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What does the future hold for IT and the law? What will be the challenges, priorities and exciting technological developments of 2016? As the working year approaches its end, we’ll look at what Chambers can expect from technology in the coming year.

In a recent article by Legal Week, IT directors from five of the UKs top law firms outlined their predictions for 2016. They listed artificial intelligence, security and mobility as some of the greatest challenges ahead, and called for greater agility and flexibility from law firms if they are to adapt to them.

We’ve broken down their predictions into our easy guide to legal IT in 2016:

Challenges

 “The legal world is a little bit behind.”

David Aird, IT Director, DAC Beachcroft

What are the main challenges ahead for legal IT? Well, according to David Aird, IT Director at international law firm DAC Beachcroft, the main challenge is that the legal world is behind other industries in adapting to new technologies. He says that law firms are resistant to change, and need to become more agile.

“The biggest challenge is the legal sector and lawyers’ ability to change, full stop.”

David Aird, IT Director, DAC Beachcroft

The main challenge, then, is to catch up.

Big data and AI systems, for example, will become means of mining data for useful intelligence, and Head of IT at Sackers, Danny O’Connor is convinced that the biggest challenges facing lawyers is going to be the terrabytes of data being created and stored in this way. Julie Berry, director of infrastructure & IT at RPC agrees: 

How do we look at this, how do we analyse it, how do we transfer it and how do we move it about?”

Meanwhile, security is an on-going challenge for law firms. Brian Smith, Head of IT for the Europe and Middle East region of King & Wood Mallesons, says that making sure security policies are read, understood and tested is vital to effectively protect data and information.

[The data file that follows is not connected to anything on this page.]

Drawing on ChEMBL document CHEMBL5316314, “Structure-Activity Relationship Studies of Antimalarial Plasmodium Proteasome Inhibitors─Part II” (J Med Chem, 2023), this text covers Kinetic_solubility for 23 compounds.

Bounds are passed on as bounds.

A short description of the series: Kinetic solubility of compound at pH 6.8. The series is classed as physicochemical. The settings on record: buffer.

Priorities

Each IT Director canvassed has different priorities, but they all agree on the three main priorities for legal IT in 2016:

  1. Mobility – Legal IT needs more mobility, and the framework to support its application. In order to facilitate this agile working, law firms need to take full advantage of new technologies, or as Colin Smith, IT Director at Pincent Masons, says:

“to harness technology, human capital and consumer trends for better business outcomes. We recognise the move to a digital business model is inevitable, the way people want to work and how they collaborate with their colleagues and clients is changing.”

  1. Security – Security is a key focus for all law firms going into the future. This is going to require significant and continued investment and budgeting in 2016. Danny O’Connor made a good point in emphasising that while security technology is necessary, it won’t protect against every breach attempt. Users must be trained in best practice.
  1. Efficiency – law firms will be looking to technology to streamline the way they work in 2016. King and Wood Mallesons, for example, will be integrating telephone systems to bring employees around the world together, while Sackers are redesigning their document management project to allow employees to work more efficiently. Pinsent Masons, meanwhile, will be looking to an ‘infrastructure as a service’ model, the increased use of external data centres and co-location resources, to streamline their operations.

 

Developments

 

The shift to digital business is an exciting time, but technological developments are yet forcing lawyers to rethink the way they deliver their services. They must now be agile and flexible to meet new challenges whilst still maintaining resilience, security and reliability. IT directors are particularly excited by developments like the new Microsoft Surface and Office 365, while many see the cloud as the future. When asked by Legal Week about the technological innovation he was most excited about, Danny O’Connor replied “The cloud, and the fact it’s becoming an acceptable technology in legal.”

Does your chambers need a helping hand catching up with the future of legal IT? We can help you make the most of exisiting legal IT and help implement and manage new technologies that will help you to be more agile, mobile and progressive in your work. Get in touch today.

If you want to read more of what the IT directors had to say, click here for the full Legal Week article.